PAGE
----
Monday, July 16, 2018
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De Brug memorial wall only for deaths on UN deployments

De Brug memorial wall only for UN deploymentsThe SA National Defence Force (SANDF) memorial wall, unveiled last month on International UN Peacekeepers Day, currently carries 55 names, dating from September 2003.

The date, SANF spokesman Colonel Louis Kirstein said, marks the first time South Africa was involved in a UN peacekeeping and/or peace support mission in Africa.

“As it presently stands the wall is purely to commemorate soldiers and other military personnel who made the ultimate sacrifice while on UN deployment.”

The first name on the wall is that of Sergeant TLR Bailie who died on 3 September 2003, the same year South Africa first committed troops and equipment to the world body. South Africa currently only has troops and equipment deployed to the Democratic Republic of Congo as part of the MONUSCO mission, the single largest UN peacekeeping deployment in the world. South Africa was previously part of the UN mission in Sudan based at Darfur.

Of the 55 names on the memorial wall, 27 are infantry with the rank of rifleman appearing most often. Other ranks represented are lance corporal, sergeant, staff sergeant, warrant officer and captain.

There is, at present, no indication from the SANDF on whether South African soldiers who died on duty in, among others, the battle for Bangui in Central African Republic (CAR) in 2013 and Operation Boleas as part of a Southern African Development Community (SADC) force to stop violence in Lesotho in 1998, will be given similar honours.

Kirstein stressed the memorial wall at the De Brug mobilisation centre was only to honour soldiers who died on UN deployment.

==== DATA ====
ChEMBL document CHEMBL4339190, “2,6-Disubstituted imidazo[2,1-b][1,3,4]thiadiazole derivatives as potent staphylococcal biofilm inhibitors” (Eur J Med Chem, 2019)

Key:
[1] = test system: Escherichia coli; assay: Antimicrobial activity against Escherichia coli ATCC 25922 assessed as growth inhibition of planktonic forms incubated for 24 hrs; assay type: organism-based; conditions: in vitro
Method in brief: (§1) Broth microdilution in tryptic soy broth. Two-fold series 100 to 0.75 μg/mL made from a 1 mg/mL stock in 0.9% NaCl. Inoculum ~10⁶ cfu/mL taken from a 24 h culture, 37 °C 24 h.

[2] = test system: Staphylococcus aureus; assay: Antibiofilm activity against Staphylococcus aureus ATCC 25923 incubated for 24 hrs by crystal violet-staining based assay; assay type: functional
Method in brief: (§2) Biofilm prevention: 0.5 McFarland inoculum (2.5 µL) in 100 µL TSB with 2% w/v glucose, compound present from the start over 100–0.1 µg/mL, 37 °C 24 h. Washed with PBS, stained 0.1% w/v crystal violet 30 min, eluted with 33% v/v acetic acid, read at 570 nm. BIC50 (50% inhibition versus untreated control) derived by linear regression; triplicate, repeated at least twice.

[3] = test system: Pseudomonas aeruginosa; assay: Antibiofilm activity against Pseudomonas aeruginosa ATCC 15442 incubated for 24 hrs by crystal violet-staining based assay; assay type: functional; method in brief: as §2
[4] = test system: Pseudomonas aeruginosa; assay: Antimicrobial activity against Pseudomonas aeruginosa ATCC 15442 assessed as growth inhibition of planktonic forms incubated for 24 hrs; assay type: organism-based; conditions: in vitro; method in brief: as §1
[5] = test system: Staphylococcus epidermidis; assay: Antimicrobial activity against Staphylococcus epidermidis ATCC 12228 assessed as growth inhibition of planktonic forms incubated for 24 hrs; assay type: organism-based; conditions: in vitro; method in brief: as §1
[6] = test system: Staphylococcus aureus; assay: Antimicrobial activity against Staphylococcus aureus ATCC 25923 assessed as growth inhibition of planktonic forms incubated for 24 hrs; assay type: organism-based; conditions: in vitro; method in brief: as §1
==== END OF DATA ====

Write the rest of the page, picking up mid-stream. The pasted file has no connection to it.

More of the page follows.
“It is possible other sections might be added in future to include other operations and deployments, but no decision has yet been taken on this.”

Since the establishment of the South African National Defence Force (SANDF), South Africa has been involved in a large number of peacekeeping operations. These contributions have resulted in 80 fatalities, both combat and non-combat related. These deaths cover operations in Lesotho, the Central African Republic, Burundi, Democratic Republic of Congo and Sudan.

The single biggest loss of life suffered by South African forces deployed continentally since democracy was the ill-fated Battle for Bangui in the Central African Republic in March 2013 where 15 elite soldiers were killed and a further 27 wounded in a vicious firefight that saw the deaths of several hundred Seleka rebels.

South Africa is  a  contributor to UN and AU peacekeeping missions, with annual contributions fluctuating between 1 500 and 2 500 members. Since democracy numerous peacekeeping deployments have been undertaken, including operations Mistral, Sunray and Teutonic in the Democratic Republic of Congo (DRC); Operation Espresso on the Eritrea-Ethiopia border; Operation Fibre in Burundi; Operation Triton in the Comoros; Operation Montego in Liberia; Operation Cordite in Darfur; Operation Pristine in Cote D’Ivoire; Operation Vimbizela in the Central African Republic (CAR); Operation Bongane in Uganda; Operation Rachel in Mozambique;and Operation Manguzi in Angola, Lesotho and Namibia.